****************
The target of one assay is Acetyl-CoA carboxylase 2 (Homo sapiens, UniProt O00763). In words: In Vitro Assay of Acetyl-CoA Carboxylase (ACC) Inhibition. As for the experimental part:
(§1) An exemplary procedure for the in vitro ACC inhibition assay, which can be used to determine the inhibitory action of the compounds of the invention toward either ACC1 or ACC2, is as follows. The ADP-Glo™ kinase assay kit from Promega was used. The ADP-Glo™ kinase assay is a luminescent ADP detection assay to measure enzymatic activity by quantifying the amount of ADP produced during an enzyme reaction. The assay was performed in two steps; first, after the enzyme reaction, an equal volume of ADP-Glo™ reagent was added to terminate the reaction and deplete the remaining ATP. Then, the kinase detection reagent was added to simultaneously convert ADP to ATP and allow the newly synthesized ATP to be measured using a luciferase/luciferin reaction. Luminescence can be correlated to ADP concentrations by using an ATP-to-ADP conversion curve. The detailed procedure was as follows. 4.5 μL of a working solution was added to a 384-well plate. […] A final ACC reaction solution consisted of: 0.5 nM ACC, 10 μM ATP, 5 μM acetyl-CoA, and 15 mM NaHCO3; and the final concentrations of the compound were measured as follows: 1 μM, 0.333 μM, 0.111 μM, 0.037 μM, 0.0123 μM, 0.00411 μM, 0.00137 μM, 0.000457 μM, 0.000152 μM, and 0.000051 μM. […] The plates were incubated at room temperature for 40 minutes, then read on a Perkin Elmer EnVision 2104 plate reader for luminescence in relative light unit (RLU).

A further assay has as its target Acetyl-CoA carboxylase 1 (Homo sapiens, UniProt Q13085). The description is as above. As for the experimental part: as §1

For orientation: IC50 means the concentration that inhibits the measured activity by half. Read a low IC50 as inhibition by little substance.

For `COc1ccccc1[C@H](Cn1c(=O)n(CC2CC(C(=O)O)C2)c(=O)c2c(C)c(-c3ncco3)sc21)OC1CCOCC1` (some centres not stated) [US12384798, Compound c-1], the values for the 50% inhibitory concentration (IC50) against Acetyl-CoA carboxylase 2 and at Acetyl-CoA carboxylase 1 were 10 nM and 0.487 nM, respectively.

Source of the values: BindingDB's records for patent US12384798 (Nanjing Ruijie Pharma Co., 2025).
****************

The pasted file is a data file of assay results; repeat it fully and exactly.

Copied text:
The target of one assay is Acetyl-CoA carboxylase 2 (Homo sapiens, UniProt O00763). In words: In Vitro Assay of Acetyl-CoA Carboxylase (ACC) Inhibition. As for the experimental part:
(§1) An exemplary procedure for the in vitro ACC inhibition assay, which can be used to determine the inhibitory action of the compounds of the invention toward either ACC1 or ACC2, is as follows. The ADP-Glo™ kinase assay kit from Promega was used. The ADP-Glo™ kinase assay is a luminescent ADP detection assay to measure enzymatic activity by quantifying the amount of ADP produced during an enzyme reaction. The assay was performed in two steps; first, after the enzyme reaction, an equal volume of ADP-Glo™ reagent was added to terminate the reaction and deplete the remaining ATP. Then, the kinase detection reagent was added to simultaneously convert ADP to ATP and allow the newly synthesized ATP to be measured using a luciferase/luciferin reaction. Luminescence can be correlated to ADP concentrations by using an ATP-to-ADP conversion curve. The detailed procedure was as follows. 4.5 μL of a working solution was added to a 384-well plate. […] A final ACC reaction solution consisted of: 0.5 nM ACC, 10 μM ATP, 5 μM acetyl-CoA, and 15 mM NaHCO3; and the final concentrations of the compound were measured as follows: 1 μM, 0.333 μM, 0.111 μM, 0.037 μM, 0.0123 μM, 0.00411 μM, 0.00137 μM, 0.000457 μM, 0.000152 μM, and 0.000051 μM. […] The plates were incubated at room temperature for 40 minutes, then read on a Perkin Elmer EnVision 2104 plate reader for luminescence in relative light unit (RLU).

A further assay has as its target Acetyl-CoA carboxylase 1 (Homo sapiens, UniProt Q13085). The description is as above. As for the experimental part: as §1

For orientation: IC50 means the concentration that inhibits the measured activity by half. Read a low IC50 as inhibition by little substance.

For `COc1ccccc1[C@H](Cn1c(=O)n(CC2CC(C(=O)O)C2)c(=O)c2c(C)c(-c3ncco3)sc21)OC1CCOCC1` (some centres not stated) [US12384798, Compound c-1], the values for the 50% inhibitory concentration (IC50) against Acetyl-CoA carboxylase 2 and at Acetyl-CoA carboxylase 1 were 10 nM and 0.487 nM, respectively.

Source of the values: BindingDB's records for patent US12384798 (Nanjing Ruijie Pharma Co., 2025).